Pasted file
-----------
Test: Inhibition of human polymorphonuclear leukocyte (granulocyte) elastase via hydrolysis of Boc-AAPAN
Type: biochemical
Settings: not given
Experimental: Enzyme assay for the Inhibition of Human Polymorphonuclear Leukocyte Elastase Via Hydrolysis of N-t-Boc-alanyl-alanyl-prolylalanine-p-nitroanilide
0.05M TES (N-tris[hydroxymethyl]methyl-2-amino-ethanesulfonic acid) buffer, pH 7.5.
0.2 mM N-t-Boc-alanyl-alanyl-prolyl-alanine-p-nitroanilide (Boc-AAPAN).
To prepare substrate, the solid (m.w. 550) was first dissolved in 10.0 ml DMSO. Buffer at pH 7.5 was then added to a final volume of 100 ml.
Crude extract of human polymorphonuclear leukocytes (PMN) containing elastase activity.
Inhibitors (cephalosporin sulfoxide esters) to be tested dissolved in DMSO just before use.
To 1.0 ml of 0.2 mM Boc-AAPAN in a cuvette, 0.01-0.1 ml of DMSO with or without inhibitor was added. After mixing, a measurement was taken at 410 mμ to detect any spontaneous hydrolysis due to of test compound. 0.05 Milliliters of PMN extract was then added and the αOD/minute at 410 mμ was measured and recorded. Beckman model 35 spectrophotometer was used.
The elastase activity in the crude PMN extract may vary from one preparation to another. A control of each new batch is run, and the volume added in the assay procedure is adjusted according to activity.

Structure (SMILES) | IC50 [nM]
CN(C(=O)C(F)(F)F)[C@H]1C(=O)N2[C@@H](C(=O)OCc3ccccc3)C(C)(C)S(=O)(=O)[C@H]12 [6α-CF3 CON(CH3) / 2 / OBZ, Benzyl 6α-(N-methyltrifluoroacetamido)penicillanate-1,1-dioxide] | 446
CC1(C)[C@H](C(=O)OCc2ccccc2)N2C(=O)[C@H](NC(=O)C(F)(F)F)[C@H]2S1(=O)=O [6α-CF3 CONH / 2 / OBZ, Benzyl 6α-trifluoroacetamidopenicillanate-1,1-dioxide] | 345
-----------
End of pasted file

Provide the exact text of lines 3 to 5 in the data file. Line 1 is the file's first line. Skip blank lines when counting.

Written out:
Settings: not given
Experimental: Enzyme assay for the Inhibition of Human Polymorphonuclear Leukocyte Elastase Via Hydrolysis of N-t-Boc-alanyl-alanyl-prolylalanine-p-nitroanilide
0.05M TES (N-tris[hydroxymethyl]methyl-2-amino-ethanesulfonic acid) buffer, pH 7.5.